writer: J. Michael Straczynski
artists: Olivier Coipel and Mark Morales
Some time ago, Straczynski tackled a national tragedy
in a black-covered superhero book "…destined to be a classic."
That was written in a time of reflexive grief, sincere and
pain-ridden, but also ridiculously maudlin. So upon opening
Thor #3 to see the Thunder God in New Orleans, it
would be understandable if you closed it and walked away.
Understandable, but wrong. After a mixed bag of a first
issue, this Thor revival has turned into a must-read,
commenting on the Marvel Universe only slightly, but in
two issues also containing more story bang for your buck
than most other Marvel books.
Stracyznski takes on three major ideas with this issue,
all of which interweave with delicate skill. Being dead
for a few years does take some adjustment, but Thor looks
around at what has become of Marvel and gets pissed.
The overall drive for this arc, and perhaps for this book,
is for Thor to restore the lost gods of Asgard. Somehow
sensing his kindred spirits - and for now, wisely, they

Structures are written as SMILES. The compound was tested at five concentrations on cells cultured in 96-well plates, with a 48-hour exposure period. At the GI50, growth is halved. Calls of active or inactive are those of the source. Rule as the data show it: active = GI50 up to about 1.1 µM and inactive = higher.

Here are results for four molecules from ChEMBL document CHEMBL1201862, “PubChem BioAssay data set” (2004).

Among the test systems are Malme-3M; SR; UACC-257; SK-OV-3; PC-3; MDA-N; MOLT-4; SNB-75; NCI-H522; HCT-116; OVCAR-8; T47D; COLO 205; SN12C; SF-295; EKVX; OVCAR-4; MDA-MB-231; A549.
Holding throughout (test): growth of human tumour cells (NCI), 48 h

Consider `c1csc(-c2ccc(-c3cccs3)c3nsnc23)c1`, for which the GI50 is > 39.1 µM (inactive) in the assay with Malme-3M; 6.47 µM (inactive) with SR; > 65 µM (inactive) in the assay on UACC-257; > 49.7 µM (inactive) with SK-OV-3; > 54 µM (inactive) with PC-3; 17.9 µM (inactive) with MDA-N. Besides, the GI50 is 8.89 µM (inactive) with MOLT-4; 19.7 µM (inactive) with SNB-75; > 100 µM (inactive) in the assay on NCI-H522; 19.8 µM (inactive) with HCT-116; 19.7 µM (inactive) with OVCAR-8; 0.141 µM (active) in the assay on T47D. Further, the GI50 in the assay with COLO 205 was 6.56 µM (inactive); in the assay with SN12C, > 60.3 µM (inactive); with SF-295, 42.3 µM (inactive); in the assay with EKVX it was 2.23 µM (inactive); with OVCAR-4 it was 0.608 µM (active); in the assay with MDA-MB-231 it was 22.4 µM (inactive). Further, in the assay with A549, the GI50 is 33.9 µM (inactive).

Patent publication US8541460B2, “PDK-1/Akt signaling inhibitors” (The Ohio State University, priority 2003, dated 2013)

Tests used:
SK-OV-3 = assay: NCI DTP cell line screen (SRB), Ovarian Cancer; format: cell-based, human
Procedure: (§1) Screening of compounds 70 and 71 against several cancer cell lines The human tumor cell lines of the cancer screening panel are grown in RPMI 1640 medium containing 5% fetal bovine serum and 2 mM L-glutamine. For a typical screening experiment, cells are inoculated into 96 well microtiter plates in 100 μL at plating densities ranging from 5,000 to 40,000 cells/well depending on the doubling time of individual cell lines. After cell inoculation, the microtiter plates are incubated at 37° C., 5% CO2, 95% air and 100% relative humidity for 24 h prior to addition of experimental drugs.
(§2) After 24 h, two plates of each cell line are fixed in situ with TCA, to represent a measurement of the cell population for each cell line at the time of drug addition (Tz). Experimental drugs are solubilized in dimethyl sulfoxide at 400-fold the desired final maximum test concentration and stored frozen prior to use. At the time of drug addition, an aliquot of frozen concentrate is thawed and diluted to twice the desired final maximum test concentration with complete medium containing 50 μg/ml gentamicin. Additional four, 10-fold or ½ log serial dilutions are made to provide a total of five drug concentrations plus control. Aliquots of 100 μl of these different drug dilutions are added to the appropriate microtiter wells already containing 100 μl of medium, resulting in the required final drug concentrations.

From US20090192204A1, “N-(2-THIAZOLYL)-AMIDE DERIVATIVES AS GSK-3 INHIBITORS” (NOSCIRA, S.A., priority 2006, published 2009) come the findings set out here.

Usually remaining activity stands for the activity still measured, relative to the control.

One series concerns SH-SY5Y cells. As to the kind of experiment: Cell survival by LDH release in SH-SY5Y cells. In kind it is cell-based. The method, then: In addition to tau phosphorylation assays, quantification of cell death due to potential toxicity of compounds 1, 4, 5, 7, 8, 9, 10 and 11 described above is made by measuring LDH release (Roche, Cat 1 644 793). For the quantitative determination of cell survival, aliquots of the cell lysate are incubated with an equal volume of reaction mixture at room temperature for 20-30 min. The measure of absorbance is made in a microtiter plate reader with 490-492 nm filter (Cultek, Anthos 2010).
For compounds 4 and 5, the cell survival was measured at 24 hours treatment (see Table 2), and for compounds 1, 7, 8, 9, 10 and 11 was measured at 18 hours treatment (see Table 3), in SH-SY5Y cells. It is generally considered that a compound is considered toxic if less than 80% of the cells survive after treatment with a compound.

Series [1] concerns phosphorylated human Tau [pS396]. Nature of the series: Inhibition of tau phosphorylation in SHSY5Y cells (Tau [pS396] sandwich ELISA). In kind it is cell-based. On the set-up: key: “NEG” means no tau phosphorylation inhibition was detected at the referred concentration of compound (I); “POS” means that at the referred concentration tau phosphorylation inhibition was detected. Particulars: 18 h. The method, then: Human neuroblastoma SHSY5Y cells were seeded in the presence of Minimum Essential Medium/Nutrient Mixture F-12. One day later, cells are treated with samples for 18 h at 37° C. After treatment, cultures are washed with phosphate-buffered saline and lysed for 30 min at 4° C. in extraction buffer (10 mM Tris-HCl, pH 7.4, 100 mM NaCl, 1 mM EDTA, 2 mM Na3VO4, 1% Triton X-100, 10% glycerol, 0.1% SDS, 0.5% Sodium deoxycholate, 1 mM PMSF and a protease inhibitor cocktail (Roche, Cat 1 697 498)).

are spirits inhabiting mortals - Thor begins his search
in the Big Easy, which we all know has become anything but.
However, his sense of duty toward mankind outweighs his
quest as the devastation tears at his soul. How, he asks,
could responsible superbeings allow this to happen? Of course,
the answer is because they are fictional, so it's always
weird when a real-life event pokes into a comic book like
this. But another answer, which JMS provides here, makes
more sense in context - they're too busy fighting their
No fight to Thor could have been more petty than the Civil
War, so that comes into focus as well when Iron Man touches
down in the devastation. Forget World War Hulk; Marvel
might as well just have "beat the crap out of Iron Man"
month. Here, however, it's absolutely justified and completely
Without being too heavy-handed, this issue comments on
sorrow and helplessness while still delivering on straight-forward
superhero action. Let us be reminded that JMS is particularly
good at things like subtext and poignancy when he's at the
top of his game. With Thor, he's at the top of his
game, the passion restored after a few months of killing
time with Spider-Man (of course, it looks like it's back
for his farewell to Spidey, too, with "One
Coipel and Morales, too, fire on all cylinders. Rapidly
becoming a memorable art team, they portray a Thor that
looks like more than just a superhero (especially contrasted
against Tony Stark) - there is something just slightly beyond
human in his appearance. Yet they convey that sense of desolation
and sorrow that Straczynski wants to infuse into the story.
So I eat my words of a couple of months ago - or want
to say that I was right. When I read the whole arc together
in a trade paperback, I'm going to love everything this
creative team did to tell the story. And I will be getting
the trade paperback.